The trial of former Newtown resident John Heath, 70, who is accused of murdering his wife Elizabeth, 32, in 1984, is scheduled to start on Wednesday, September 25, in state Superior Court in Danbury. The starting date of the trial is subject to delay, if circumstances warrant. The state alleges that Mr Heath of Bridgewater murdered his wife in April 1984, and then hid her body, which was wrapped in bedding, in a container located beneath the floor of a barn near the home where they then lived at 89 Poverty Hollow Road in Newtown. Ms Heath’s remains were discovered in April 2010 when the Poverty Hollow Road property’s current owners were renovating the barn and uncovered her skeleton. Newtown police arrested Mr Heath on a warrant in April 2012, after which he pleaded not guilty to the murder charge. Since his arrest, Mr Heath has been held on $1 million bail on the murder charge at the Bridgeport Correctional Center.
A head-on collision involving a tractor-trailer truck and a compact station wagon early on the morning of Thursday, September 19, closed down a section of Berkshire Road near the Newtown-Monroe border for more than three hours. Police said motorist Joseph Sullo, 23, of Oxford was driving a 1998 Ford Escort station wagon eastward on Berkshire Road, near its intersection with Great Quarter Road, at about 4:47 am, when the Ford crossed over into the westbound lane and collided head-on with a westbound tractor-trailer truck driven by Stanley Swintlicki, 64, of Shelton. Police, firefighters, ambulance corps members and an on-call paramedic all responded to the scene.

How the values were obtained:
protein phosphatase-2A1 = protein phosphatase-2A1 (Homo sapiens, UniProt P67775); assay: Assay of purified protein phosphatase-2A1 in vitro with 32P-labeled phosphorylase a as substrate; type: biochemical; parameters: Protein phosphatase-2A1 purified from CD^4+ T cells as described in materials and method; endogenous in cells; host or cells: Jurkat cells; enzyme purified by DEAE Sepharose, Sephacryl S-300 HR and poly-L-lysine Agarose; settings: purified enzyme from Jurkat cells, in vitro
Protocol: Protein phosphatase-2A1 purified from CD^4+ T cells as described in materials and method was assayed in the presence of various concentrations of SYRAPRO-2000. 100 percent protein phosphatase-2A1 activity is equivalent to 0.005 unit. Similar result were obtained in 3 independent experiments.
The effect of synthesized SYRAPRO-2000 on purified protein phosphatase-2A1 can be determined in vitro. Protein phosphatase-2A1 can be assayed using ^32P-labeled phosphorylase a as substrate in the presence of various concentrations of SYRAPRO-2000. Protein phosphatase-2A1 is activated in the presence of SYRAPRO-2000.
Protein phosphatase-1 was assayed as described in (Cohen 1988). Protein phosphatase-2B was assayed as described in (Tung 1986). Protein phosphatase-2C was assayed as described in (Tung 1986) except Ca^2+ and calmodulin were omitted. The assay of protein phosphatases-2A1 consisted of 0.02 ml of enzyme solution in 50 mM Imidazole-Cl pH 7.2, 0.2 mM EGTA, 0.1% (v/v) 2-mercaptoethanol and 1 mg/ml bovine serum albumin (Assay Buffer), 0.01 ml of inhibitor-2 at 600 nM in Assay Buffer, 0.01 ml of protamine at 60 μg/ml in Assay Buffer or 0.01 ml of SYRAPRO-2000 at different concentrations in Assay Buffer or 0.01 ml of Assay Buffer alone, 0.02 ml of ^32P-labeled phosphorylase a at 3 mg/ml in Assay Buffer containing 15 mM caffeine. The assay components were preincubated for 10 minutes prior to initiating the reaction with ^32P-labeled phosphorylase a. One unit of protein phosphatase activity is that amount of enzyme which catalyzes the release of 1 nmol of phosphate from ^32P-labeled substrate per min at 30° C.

He joked that he has been walking since he was a year old, but Stamford resident Al Forte’s most recent journey began August 31, at Old North Church in Boston, and will end at Ground Zero in New York City near the end of September.
Both a welcoming and a farewell, Newtown Police Department had a ceremony scheduled for Thursday, September 19, to pay tribute to the late K-9 officer Baro. The ceremony’s second purpose was to officially welcome and introduce to the community the department’s new K-9 officer, a 2-year-old German shepherd named St Michael. More than 30 K-9 units from around the state were expected to participate in the ceremony, as were Newtown K-9 Handler Officer Felicia Figol, Officer Matthew Hayes, and the Newtown Honor Guard.
Newtown police this week continued their probe into the whereabouts of Robert Hoagland, 50, of Glen Road in Sandy Hook, who disappeared from his property on Sunday, July 28. “He is still missing and we are actively following up leads,” Newtown Police Detective Lieutenant Richard Robinson said on the morning of Thursday, September 19. On Tuesday, police probed two reported sightings of Mr Hoagland that day near the Rhode Island-Connecticut border. Also this week, The Probate Court of Northern Fairfield County has scheduled an October 8 hearing on an “application for the appointment of a trustee when a person has disappeared” in connection with Mr Hoagland’s disappearance. Attorney James Gaston, who represents Mr Hoagland’s relatives, explained that in such a situation a person, serving as a trustee, is bonded and appointed by the court to oversee the assets of the missing individual in connection with the support of minor children and the spouse.